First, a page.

King Midas Sound ft. Fennesz - Edition #1, Gengahr - A Dream Outside, Romare - Projections

10. King Midas Sound ft. Fennesz- Edition #1
Kevin Martin (AKA The Bug), poet Roger Robinson and singer Kiki Hitomi joined forces with Viennese avant garde composer Christian Fennesz to chart almost certainly the most enveloping travelogue of the year. The journey itself proved deep and magical.

9. Gengahr - A Dream Outside
One of the features on 21st century music is how 2nd and 3rd generation disciples of truly great bands - in this case golden oldies like the Beach Boys and Teenage Fanclub - are managing to make their inspirations sound so cool. London quartet Gehgahr replaced the now departed retro-future outfit Avi Buffalo in our hearts, to great effect.

8. Romare - Projections
Taking his nom-de-plume from 20th century African American collage artist Romare Bearden, Archie Fairhurst created a similarly patchwork canvas which fused jazz, funk, soul and hip-hop into truly fascinating shapes and rhytyms.

Sleaford Mods - Key Markets, Years & Years - Communion, Foals - What Went Down

7. Sleaford Mods - Key Markets
On which Jason Williamson and Andrew Fearn faced down a real conundrum: how to keep evolving but retain the middle aged spit and vinegar that made 2014's Divide & Exit essential listening. Approach ? More expletives, more satire, more personal politics, along thistime with actual songs. Lovely.

6. Years & Years - Communion
Given that the field of pretty boys singing pretty songs is such a constantly choked one, Communion had to be a tour de force just to help Years & Years build on their initial promise. Reassuringly for the trio songs like Eyes Shut and Real proved them to be no fluke.

5. Foals - What Went Down
It's a horrible cliché, but you got the feeling that Yannis Philippakkis had spent his life working up to this point, the moment where the Oxford quintet reinvented stadium rock minus the hollow emoting, What Went Down's effortless power and craft taking Foals to a next level they look like dominating for years to come.

Tame Impala - Currents, Jamie XX - In Colour, Father John Misty  - I Love You, Honeybear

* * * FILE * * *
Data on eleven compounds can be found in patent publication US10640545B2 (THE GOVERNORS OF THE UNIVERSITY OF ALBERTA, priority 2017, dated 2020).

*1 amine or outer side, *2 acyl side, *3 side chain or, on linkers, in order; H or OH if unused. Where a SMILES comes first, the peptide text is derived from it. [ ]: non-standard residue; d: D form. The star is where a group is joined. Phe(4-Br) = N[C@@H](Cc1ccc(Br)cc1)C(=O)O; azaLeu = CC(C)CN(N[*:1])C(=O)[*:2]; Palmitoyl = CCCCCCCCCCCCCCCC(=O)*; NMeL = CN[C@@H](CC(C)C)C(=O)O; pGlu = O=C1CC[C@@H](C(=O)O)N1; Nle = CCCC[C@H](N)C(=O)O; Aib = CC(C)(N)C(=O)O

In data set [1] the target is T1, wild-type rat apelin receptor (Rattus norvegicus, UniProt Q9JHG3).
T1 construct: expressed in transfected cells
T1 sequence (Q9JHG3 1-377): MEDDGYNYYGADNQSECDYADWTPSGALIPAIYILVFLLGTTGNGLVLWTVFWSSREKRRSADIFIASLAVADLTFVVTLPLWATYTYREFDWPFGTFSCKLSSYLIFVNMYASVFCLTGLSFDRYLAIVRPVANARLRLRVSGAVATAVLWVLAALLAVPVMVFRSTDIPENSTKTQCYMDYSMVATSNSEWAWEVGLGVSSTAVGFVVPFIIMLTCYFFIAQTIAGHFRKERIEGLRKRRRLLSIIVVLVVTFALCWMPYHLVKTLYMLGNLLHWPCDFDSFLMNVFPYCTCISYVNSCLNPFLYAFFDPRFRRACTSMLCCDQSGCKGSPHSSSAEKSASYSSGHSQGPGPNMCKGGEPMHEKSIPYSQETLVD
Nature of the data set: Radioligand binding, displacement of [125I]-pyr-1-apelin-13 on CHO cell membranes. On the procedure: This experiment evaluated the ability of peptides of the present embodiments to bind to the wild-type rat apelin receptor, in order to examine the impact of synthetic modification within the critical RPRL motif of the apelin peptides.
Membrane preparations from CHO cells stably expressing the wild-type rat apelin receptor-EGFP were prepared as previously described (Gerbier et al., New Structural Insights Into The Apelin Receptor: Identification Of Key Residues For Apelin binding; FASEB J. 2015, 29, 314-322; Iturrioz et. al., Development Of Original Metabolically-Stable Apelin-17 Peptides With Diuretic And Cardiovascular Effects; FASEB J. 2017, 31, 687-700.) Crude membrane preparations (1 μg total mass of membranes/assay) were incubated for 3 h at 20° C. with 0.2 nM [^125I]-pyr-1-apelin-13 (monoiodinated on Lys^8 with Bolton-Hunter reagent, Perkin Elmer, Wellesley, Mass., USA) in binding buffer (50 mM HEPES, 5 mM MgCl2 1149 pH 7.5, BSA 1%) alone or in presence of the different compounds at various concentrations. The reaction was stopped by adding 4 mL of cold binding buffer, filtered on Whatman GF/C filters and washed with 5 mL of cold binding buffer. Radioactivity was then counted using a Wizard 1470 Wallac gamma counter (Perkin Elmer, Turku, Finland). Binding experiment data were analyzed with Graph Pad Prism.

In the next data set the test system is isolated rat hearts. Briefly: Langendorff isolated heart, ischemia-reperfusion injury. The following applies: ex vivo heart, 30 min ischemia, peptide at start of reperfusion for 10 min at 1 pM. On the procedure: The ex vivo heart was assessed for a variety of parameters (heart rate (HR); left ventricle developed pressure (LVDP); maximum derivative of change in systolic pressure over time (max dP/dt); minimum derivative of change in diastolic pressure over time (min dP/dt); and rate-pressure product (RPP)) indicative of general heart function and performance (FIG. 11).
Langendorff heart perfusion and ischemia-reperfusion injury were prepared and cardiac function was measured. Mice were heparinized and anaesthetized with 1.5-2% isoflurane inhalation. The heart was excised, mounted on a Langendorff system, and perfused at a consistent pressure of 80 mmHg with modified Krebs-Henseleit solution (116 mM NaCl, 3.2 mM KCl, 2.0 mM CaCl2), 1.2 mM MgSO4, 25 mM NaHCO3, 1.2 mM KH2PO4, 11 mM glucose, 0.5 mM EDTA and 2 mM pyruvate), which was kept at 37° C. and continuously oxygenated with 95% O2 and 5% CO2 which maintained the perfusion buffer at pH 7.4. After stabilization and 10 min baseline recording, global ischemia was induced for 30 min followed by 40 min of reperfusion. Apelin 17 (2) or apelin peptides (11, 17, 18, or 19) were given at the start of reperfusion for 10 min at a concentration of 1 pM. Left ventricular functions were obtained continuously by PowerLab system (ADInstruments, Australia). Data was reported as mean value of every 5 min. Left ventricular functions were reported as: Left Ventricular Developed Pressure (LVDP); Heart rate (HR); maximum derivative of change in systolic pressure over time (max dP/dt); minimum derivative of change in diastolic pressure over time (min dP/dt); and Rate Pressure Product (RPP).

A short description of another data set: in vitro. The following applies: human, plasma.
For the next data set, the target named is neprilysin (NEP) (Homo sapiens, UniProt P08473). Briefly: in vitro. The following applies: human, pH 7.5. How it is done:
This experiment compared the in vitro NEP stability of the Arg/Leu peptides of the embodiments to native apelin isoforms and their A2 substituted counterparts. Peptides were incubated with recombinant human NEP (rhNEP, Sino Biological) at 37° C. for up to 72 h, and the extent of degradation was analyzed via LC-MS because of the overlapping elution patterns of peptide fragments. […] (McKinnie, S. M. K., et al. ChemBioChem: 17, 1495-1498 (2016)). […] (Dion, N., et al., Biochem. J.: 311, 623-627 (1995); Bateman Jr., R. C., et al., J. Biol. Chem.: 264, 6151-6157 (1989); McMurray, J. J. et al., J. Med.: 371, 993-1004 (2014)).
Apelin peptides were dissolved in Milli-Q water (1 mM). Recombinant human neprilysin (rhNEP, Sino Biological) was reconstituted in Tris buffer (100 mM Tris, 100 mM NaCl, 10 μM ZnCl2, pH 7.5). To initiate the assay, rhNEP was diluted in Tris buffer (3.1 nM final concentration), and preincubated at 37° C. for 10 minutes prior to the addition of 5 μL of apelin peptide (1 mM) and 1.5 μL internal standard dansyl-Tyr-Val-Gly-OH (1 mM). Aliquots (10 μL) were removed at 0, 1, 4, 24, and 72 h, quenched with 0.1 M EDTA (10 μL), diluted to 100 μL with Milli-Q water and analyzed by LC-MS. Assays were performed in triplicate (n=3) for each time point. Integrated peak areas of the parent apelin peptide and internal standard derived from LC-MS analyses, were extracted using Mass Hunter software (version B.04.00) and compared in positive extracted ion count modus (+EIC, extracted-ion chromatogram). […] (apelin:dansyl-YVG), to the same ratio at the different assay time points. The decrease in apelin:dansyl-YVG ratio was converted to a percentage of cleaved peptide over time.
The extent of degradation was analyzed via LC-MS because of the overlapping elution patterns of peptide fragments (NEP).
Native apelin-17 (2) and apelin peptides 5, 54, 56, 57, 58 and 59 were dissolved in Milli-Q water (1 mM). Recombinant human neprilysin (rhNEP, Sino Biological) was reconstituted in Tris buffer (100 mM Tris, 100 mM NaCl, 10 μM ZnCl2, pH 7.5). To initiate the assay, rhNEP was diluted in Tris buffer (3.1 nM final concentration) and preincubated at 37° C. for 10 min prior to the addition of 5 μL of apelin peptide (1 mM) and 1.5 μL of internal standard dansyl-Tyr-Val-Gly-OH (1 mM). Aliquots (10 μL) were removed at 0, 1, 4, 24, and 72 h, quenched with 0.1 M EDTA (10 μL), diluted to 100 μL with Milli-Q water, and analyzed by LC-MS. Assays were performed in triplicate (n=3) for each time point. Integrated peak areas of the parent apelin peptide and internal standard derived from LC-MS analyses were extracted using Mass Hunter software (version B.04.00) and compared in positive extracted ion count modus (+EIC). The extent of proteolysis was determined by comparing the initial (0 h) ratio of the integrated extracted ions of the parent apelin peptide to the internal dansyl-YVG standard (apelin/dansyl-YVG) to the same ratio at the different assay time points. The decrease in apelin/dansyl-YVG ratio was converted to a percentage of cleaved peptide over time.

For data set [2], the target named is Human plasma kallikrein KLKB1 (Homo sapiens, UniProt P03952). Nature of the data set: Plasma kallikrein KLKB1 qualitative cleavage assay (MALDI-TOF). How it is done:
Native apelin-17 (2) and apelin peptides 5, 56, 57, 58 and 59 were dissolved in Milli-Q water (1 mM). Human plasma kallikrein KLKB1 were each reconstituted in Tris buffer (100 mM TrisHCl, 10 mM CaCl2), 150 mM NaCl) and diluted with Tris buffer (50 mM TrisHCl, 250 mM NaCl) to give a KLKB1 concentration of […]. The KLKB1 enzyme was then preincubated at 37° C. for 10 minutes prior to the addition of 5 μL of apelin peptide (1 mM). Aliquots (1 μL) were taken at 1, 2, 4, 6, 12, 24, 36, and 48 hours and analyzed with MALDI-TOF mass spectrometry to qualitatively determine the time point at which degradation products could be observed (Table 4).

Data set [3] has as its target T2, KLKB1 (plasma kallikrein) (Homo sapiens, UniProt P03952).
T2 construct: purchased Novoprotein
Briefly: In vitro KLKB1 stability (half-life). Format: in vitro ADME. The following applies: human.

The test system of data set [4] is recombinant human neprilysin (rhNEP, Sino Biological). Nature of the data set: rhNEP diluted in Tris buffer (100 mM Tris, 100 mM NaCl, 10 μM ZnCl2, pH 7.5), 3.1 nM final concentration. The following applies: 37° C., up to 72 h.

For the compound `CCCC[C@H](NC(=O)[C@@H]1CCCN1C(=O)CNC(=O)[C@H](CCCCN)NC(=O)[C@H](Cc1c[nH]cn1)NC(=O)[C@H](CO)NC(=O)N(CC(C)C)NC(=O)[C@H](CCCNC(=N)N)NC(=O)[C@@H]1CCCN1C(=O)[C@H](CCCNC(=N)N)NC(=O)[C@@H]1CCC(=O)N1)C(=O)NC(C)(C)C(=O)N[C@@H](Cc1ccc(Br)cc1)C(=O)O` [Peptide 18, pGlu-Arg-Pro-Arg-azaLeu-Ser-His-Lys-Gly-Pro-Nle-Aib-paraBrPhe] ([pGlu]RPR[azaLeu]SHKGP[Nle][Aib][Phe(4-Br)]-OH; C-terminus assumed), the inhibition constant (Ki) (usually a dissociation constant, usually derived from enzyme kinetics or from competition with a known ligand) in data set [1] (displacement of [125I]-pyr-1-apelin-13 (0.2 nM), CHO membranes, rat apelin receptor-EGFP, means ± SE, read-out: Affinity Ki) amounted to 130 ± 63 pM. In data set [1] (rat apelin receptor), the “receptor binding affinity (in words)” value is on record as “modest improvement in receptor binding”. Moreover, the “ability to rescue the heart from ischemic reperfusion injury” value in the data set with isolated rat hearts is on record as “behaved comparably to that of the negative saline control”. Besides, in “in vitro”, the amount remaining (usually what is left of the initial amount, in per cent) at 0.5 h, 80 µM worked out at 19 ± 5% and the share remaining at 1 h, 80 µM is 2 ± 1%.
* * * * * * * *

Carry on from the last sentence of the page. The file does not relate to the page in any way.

4. Tame Impala - Currents
Ah. The old confound-your-audience trick. Recording at home, Kevin Parker ditched the more cloistered approach of previous album Lonerism and went full on pop on our asses, throwing in glittering melodies, soulful hooks and synths a go-go. A little unfocussed yes, but Currents more than made up for it's filler with it's charm and new found ambition.

3. Jamie XX - In Colour
The culmination of five years work, In Colour was not only the dazzling which Jamie Smith had been signposting via brilliant snippets like Girl, it also managed to capture the anticipation, euphoria, desperation and comedowns of life spent after dark. Dance music for anyone who has a heart.

2. Father John Misty - I Love You, Honeybear
OR, the moment Josh Tillman's loveable, sociopathic rogue supplanted fellow misanthrope John Grant as the most copelling alchemist of self loathing and doubt, turning this toxicity into gorgeous, bittersweet tales of love amongst the emotional rubble.

Andy Peterson's album of 2015 - C Duncan - Architect

1. C Duncan - Architect
The highly prodigal son of two classically trained musician parents, Christopher Duncan's meticulous attention to detail could possibly have marred a collection of songs any less exquisite than this. Built painstakingly in his Glasgow flat layer by layer, Architect sounded however like the work of an ensemble cast made up from members of Fleet Foxes, period Aztec Camera and a dozen barber shop quartets. Architect's vision deservedly won him many admirers - and a surprise Mercury Prize nomination.